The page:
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Abstract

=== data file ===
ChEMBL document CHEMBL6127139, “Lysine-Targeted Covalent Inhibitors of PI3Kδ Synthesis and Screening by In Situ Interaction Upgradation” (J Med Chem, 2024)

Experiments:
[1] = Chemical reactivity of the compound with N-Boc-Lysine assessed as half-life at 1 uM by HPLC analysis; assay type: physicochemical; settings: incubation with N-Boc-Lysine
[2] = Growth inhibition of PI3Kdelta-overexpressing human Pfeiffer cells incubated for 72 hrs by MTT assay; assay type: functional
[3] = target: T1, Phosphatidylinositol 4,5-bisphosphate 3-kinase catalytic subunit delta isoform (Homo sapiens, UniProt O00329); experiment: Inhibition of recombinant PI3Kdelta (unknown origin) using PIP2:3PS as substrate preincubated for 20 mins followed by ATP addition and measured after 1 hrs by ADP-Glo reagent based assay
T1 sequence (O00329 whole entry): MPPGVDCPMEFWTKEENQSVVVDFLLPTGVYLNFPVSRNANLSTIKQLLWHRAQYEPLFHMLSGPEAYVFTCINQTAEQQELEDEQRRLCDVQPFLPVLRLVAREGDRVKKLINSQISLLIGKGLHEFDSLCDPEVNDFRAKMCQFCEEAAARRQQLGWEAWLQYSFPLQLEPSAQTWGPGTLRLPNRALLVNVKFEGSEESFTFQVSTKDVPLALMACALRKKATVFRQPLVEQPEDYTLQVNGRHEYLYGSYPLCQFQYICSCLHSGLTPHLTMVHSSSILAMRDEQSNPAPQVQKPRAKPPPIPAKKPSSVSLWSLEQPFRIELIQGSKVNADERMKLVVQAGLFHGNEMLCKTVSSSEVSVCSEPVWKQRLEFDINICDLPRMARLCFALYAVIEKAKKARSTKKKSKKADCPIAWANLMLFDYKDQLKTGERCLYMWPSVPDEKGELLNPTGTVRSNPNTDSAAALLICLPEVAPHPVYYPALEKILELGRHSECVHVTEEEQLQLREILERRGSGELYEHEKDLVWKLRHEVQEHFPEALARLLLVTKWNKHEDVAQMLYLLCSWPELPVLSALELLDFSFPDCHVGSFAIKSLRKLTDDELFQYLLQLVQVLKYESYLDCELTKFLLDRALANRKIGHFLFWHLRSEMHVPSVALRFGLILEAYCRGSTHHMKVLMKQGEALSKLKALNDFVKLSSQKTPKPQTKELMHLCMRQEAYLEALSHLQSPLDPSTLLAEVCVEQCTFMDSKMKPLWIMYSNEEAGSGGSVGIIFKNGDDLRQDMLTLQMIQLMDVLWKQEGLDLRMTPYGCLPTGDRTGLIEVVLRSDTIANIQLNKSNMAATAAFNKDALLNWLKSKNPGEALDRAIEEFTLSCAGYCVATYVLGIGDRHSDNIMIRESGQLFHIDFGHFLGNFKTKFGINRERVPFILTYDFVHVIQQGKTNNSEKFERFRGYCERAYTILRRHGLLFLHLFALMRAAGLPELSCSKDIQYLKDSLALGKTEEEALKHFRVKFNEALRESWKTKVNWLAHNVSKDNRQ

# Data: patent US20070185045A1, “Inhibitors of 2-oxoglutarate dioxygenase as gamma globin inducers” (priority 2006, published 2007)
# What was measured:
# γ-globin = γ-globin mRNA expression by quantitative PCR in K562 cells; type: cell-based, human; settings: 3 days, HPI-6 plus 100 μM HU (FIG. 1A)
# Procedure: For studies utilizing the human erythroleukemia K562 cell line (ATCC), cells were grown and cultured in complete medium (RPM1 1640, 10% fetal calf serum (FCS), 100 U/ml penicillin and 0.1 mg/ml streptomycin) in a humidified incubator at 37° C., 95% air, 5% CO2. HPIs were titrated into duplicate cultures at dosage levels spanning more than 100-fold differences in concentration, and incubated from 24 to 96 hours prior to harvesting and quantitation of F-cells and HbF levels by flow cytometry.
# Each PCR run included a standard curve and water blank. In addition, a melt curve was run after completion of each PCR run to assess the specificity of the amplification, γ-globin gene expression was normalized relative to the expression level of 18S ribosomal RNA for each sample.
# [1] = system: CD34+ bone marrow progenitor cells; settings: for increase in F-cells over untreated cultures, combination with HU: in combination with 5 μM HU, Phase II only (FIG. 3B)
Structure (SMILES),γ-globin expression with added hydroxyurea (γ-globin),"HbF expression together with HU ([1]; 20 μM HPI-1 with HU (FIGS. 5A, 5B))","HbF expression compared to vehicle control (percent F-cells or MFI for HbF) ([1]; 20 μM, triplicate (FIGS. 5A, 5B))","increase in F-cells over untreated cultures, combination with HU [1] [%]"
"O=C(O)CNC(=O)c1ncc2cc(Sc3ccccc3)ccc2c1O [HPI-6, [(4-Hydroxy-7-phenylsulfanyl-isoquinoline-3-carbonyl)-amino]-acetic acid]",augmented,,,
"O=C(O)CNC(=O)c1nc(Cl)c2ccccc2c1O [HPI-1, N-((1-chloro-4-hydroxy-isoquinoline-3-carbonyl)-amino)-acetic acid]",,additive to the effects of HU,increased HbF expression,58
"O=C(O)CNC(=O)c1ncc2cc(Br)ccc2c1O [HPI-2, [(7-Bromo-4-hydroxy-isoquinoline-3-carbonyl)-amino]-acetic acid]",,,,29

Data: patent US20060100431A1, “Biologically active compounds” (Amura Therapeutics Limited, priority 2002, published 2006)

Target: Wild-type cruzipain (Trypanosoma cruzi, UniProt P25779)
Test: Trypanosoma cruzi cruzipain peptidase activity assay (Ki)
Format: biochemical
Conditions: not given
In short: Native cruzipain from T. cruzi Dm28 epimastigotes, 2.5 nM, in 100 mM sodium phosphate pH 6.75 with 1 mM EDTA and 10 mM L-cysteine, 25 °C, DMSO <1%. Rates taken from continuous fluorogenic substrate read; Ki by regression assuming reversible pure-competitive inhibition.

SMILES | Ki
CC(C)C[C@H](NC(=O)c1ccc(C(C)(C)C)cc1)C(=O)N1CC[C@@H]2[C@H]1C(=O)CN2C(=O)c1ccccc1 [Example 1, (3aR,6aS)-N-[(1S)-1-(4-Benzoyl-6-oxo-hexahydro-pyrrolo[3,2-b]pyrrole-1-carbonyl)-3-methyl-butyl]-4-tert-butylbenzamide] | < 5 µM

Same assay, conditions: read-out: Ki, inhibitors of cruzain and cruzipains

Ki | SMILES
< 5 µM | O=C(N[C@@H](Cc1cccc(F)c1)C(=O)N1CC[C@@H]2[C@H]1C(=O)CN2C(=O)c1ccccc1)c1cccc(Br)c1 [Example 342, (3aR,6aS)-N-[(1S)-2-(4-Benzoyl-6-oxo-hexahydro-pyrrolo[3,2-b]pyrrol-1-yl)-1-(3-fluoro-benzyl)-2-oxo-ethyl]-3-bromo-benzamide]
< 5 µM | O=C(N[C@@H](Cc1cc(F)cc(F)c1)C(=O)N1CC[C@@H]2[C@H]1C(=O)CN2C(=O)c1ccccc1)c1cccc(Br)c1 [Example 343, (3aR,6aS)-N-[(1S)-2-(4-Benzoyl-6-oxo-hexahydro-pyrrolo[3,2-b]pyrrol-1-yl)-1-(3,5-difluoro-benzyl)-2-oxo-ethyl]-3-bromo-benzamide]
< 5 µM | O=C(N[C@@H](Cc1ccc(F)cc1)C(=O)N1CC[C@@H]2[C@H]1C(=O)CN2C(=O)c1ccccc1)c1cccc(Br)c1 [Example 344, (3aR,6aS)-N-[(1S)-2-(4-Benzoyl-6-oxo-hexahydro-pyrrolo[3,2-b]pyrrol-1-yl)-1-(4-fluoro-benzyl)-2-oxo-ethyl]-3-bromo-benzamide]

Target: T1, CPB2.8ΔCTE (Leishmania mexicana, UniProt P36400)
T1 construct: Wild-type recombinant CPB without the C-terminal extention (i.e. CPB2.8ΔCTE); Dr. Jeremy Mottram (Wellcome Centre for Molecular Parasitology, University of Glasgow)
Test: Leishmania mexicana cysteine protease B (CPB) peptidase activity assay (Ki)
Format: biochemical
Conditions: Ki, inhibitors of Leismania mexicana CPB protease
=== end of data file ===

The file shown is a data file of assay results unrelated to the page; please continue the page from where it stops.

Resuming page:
The goal of this study was to assess the relationship between the degree of irregular regeneration of hepatocytes (IR) and the development of hepatocellular carcinoma (HCC). We examined the liver biopsy specimens from patients with chronic liver disease (CLD), and the noncancerous liver tissue in the surgically resected specimens from patients with HCC. Liver tissues were obtained from 18 patients with B-viral CLD, 38 with C-viral CLD, and 5 with nonB-nonC (NBNC)-CLD who underwent liver biopsy, and 24 patients with B-viral HCC, 67 with C-viral HCC, and 17 with NBNC-HCC who underwent surgical resection. The IR score of the noncancerous region of the liver of the HCC patients and that of the liver biopsy specimens of the CLD patients, were compared. Of the 108 samples of noncancerous liver tissue from the HCC patients, 70% showed an IR score of moderate or higher (IR = 3 or 4), and only 1.9% showed an IR score of none or minimal (IR = 0 or 1). The degree of IR of hepatocytes in the HCC patients was significantly more severe than that in the CLD patients in each etiological type of CLD. High IR may reflect the histologic expression of genetic instability, namely a carcinogenic state, although prospective studies are needed to determine its relationship to the risk for developing HCC.